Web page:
Scenes from the Dojo: Volume 1

January 14, 2017 by Rieshy

After leading a kid's class last Thursday one of the student's grandmothers commented that I looked like I was having fun out on the mats.  And that would be because I was.  I do a lot of not laughing while at work.

Scene 1:
I have a line of young Little Dragons doing kicks against X-ray paper. The sound of a kick against x-ray paper is highly satisfying. I'm working with the cutest curly-headed blond five-year-old ever, who is the size of a grasshopper with the fierceness of a lioness. Over her head I see that the boy behind her is doing the required jumping jacks in line when suddenly he freezes as if startled, puts his hand into his gi jacket and pulls out his hand with pinky and thumb extended.  He resumes one handed jumping jacks while speaking into his hand.

I yelled, "Switch," and the blond ran to the back and the boy hopped one legged and one armed jumping jack toward me and then went into a one armed guard stance, still speaking into his other hand.  I leaned in to him, "We don't allow students to take phone calls while on the mats."

"OH, I'm so sorry," he said, "It's just my boss."  Then into his hand, "I'm sorry we'll have to talk later."  He closed his pinky and thumb  imaginary flip phone and tucked his hand carefully back into his gi.  Then with a huge kia and a very serious face he jumped back into proper guard stance and executed extremely focused kicks.  Not laughing is sometimes part of the job.

Scene 2:
I wasn't leading this class, so the story involves some theft- but I did witness it.  Once again Little Dragons (otherwise known as kittens wearing black gi) were gathered sitting criss-cross around the Lead Instructor.  This was a group of very serious small ninja kittens, so they were all sitting straight-backed and still with their hands in fists on their knees, looking straight at the Sensei.  All except one.  His hands were on his knees, but they were board straight with his thumbs tucked in.  The Lead Sensei's eyes went to his hands and paused for a split second.  Immediately the Little Dragon felt compelled to explain, "I upgraded my hands to knives; I don't have fists anymore."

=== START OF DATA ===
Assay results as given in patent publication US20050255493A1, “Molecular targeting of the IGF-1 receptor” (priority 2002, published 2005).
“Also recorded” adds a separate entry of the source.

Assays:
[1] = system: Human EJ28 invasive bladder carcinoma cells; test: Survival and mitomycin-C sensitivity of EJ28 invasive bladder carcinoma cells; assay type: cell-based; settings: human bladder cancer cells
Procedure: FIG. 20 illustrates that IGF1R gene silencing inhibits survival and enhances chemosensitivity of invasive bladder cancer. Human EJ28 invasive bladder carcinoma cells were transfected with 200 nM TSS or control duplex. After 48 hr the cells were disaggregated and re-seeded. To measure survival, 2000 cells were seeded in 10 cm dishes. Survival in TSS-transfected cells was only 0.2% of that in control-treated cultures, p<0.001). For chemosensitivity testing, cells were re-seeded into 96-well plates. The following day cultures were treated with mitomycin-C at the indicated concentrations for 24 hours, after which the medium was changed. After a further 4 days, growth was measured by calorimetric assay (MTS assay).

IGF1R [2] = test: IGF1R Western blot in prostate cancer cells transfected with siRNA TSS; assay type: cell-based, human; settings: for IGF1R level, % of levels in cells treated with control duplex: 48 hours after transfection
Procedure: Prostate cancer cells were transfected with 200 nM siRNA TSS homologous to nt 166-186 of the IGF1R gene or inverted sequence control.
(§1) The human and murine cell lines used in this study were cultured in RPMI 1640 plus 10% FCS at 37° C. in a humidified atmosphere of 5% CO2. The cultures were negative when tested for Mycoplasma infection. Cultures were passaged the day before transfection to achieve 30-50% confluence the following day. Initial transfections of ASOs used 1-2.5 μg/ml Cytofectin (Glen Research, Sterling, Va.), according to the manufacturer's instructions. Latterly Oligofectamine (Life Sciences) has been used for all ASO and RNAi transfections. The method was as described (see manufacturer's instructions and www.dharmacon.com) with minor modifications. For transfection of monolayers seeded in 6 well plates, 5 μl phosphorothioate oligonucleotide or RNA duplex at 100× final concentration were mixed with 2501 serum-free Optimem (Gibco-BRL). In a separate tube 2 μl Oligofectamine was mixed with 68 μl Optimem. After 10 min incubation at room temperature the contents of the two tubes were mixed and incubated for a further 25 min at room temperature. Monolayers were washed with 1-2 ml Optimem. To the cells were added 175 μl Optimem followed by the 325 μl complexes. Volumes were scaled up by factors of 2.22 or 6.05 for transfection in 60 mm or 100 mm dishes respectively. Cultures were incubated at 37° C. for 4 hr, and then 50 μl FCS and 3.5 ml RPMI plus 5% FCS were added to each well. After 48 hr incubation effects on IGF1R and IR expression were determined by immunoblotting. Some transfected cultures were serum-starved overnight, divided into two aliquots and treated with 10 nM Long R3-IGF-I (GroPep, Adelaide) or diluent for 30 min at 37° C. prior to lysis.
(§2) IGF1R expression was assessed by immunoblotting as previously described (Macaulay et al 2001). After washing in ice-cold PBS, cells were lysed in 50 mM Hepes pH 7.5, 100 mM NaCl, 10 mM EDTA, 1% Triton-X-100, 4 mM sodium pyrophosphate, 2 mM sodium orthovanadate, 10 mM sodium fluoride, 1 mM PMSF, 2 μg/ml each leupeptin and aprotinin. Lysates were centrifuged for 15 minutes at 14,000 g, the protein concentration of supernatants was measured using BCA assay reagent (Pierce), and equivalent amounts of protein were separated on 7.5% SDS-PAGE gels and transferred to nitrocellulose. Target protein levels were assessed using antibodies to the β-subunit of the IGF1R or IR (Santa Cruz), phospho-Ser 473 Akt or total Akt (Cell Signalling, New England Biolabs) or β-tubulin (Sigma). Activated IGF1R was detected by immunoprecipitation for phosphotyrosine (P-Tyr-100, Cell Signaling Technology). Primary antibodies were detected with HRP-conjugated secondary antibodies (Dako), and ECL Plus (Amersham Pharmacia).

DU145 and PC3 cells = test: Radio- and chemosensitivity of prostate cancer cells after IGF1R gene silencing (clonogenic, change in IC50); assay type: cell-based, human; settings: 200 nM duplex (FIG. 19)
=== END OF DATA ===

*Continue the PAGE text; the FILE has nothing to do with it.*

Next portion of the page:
The adults all paused.  The other Little Dragons paused and without shifting or a hair moving suddenly sprouted knives on their knees too.  Knives are cooler than fists.

Like I said, not laughing is sometimes part of the job.

But smiling? Smiling is a large part of the job- and I love it.


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